This month, we’re focusing on Esther Enkin, one of our newest Board Members and a previous Advisory Council member.
Volunteer Shelly Sanders spoke with Esther about what drew her to NIFC, what she hopes to accomplish on the Board, and where she finds hope in the current situation in Israel. The interview has been edited for concision.
Q: Why did you first get involved with NIFC? What drew you to it?
Esther: I first became involved with NIFC through Sukkah by the Water, which must have been 30 years ago. I was drawn to it because it was progressive, it reflected my values, and Sukkah by the Water was such a beautiful experience of sisterhood. It was very powerful – a group of women claiming ritual. Through that, I learned more about NIFC.
I grew up in the Labour Zionist movement in Montreal so I was inclined in that way. I was briefly involved in a newspaper in Montreal called Other Stand which was, in 1969 and 1970, publishing the works of Shlomo Avneri and talking about the dangers of the occupation.
So NIFC is a natural fit for my approach to Israel and my politics generally.
Q: What are some things that you’re hoping to accomplish in your time on the Board?
Esther: I believe that there are lots of people like me who have a deep love of Israel and a deep pain at some of its current policies and directions. I think we can do an even better job of letting people know about the kind of work that NIFC supports in shared society and civil society, and its strong position against the occupation.
I believe there are lots and lots of Canadians who would feel really comfortable and comforted that such an organization exists that supports such worthwhile efforts in Israel to create a different kind of society.
So I hope to be able to contribute to growing that awareness.
Q: Where would you hope to see NIFC in 5 years?
Esther: I’d love to see NIFC as a top-of-mind organization in the Canadian Jewish community, and a thought leader on the work being done to create a different kind of society in Israel.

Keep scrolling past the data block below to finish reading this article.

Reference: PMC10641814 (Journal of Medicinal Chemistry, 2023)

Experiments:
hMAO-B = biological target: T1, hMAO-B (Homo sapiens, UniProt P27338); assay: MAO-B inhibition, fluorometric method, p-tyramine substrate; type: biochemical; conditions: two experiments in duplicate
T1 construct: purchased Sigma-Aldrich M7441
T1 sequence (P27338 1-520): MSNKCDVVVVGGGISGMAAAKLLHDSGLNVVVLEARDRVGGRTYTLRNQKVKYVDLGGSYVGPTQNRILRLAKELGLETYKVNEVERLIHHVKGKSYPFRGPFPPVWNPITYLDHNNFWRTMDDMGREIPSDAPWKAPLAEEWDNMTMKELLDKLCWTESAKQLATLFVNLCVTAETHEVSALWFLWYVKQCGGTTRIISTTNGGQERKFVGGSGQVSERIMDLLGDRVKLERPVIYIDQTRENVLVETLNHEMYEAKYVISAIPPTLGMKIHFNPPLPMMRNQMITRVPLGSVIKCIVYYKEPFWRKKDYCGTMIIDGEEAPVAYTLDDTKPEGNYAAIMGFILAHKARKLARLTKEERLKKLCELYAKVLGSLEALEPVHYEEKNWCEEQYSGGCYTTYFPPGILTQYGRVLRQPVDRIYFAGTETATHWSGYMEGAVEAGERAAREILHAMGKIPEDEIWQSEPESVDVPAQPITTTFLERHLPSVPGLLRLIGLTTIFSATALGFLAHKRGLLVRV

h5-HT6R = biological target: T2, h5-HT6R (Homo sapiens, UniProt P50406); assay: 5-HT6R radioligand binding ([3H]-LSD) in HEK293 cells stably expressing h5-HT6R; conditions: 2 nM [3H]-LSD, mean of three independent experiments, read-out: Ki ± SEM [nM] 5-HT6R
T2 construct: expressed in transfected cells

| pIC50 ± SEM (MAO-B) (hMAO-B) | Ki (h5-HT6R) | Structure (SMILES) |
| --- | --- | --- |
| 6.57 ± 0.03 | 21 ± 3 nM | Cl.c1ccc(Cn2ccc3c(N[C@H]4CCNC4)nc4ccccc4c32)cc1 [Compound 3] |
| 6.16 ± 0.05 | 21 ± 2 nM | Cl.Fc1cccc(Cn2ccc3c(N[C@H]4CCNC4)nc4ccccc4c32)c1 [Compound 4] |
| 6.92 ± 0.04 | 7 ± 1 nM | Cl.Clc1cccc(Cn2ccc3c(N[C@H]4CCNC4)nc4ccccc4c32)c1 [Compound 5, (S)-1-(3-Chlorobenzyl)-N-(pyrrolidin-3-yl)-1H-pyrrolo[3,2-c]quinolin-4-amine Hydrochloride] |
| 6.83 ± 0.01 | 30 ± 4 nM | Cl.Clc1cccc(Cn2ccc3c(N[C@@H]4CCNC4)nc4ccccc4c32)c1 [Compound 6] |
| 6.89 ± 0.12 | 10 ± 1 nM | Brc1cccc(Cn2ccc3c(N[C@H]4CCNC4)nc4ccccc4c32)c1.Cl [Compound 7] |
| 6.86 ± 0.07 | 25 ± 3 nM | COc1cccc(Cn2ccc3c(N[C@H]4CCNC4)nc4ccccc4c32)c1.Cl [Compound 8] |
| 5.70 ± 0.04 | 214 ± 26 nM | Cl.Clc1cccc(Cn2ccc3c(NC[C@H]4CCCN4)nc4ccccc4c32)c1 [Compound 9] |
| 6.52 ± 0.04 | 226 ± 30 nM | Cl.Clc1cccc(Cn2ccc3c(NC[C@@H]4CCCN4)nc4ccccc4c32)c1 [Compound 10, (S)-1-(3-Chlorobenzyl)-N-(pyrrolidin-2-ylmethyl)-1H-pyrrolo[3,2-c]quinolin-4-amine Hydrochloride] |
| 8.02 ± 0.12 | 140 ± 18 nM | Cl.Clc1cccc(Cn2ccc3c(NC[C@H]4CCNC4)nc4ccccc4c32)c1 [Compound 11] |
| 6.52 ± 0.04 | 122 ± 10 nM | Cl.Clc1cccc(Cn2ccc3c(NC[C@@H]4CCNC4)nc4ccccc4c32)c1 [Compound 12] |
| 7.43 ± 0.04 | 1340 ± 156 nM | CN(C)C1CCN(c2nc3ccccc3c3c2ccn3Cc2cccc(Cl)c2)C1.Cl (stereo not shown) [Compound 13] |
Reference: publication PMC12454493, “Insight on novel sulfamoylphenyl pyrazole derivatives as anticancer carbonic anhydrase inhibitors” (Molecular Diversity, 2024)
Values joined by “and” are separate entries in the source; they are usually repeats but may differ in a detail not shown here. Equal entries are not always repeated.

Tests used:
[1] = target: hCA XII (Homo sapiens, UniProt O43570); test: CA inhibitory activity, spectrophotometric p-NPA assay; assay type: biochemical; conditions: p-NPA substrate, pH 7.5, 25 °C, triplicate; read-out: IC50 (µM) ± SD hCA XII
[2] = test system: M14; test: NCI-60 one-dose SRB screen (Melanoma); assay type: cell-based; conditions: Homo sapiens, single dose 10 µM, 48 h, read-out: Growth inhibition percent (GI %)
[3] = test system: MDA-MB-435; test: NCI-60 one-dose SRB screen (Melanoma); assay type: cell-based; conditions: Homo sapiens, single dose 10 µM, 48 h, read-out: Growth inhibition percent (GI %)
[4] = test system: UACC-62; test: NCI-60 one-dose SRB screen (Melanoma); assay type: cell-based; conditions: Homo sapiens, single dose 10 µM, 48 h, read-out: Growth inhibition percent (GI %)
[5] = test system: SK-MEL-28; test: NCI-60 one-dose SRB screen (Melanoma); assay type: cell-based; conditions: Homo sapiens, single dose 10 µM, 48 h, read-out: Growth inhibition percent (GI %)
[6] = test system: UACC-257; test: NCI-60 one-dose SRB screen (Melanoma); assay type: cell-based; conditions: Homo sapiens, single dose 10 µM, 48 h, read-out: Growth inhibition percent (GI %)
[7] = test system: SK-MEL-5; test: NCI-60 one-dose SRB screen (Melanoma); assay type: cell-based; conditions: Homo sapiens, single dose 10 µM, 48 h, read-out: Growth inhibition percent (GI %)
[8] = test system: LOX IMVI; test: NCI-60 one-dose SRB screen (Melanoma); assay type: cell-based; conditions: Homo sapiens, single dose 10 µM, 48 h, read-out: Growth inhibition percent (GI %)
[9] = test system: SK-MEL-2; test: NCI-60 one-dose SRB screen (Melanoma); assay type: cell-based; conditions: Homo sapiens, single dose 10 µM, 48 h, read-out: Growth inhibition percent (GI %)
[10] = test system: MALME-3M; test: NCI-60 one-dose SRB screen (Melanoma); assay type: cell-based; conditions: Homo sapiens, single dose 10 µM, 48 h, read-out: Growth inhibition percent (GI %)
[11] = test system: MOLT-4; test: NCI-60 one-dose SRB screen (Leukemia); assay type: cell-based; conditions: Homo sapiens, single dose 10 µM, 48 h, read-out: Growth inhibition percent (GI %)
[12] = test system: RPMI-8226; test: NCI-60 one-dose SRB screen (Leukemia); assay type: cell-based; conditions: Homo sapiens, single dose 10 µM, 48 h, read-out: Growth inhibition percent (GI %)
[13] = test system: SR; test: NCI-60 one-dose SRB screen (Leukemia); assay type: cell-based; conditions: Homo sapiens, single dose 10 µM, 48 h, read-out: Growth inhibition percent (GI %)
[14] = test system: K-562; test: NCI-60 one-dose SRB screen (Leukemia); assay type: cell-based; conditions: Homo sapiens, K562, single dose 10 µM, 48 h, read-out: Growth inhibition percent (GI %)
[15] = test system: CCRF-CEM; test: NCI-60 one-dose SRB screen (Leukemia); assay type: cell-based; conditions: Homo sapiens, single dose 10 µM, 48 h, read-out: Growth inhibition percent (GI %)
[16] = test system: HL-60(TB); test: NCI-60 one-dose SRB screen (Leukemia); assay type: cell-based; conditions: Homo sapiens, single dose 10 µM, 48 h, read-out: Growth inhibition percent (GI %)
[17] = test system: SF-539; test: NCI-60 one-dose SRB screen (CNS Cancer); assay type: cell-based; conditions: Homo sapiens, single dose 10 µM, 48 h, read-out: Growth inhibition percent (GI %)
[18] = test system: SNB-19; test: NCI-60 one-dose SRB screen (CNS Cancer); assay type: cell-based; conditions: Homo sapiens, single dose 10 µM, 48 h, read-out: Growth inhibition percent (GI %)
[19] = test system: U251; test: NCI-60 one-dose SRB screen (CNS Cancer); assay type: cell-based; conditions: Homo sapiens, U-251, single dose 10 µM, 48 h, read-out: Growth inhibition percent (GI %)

Even more so, in 5 years (and it won’t happen) but I’d love to see the need for some of NIFC’s projects in Israel being phased out because things have improved so much! I don’t see that happening, but the work of developing leadership in Israel to speak eloquently for a different kind of Israel – one of shared society and human rights, and a real commitment to negotiating a two-state solution – will move us in that direction.
I think if NIFC is there with the organizations that are touching young Israelis and creating a cadre of people in leadership that will invigorate that process, that would be fabulous.
Q: What’s going on in Israel right now is really horrible. Is there anything to be hopeful about that you would share with our readers?
Esther: It is pretty hard to be positive right now. But let’s remind ourselves that there are groups of Israeli Palestinians and Israeli Jews who are still reaching out to each other. The work that is being undermined right now and needs to be bolstered is that Jews and Arabs need to be able to live together in Israel and the occupation has to end.
There’s a positive story in that there are many people on both sides who are not rioting, who are not burning each others’ homes down, who are working to build a different kind of society. Those people are still doing the shared society work, they’re still out in the streets working to calm things down.
Q: Anything else?
Esther: I’ve been on the Board for a month and I’m very humbled and pleased to be in the company of such thoughtful, experienced people whom I have a ton to learn from. I look forward to learning and growing in the organization.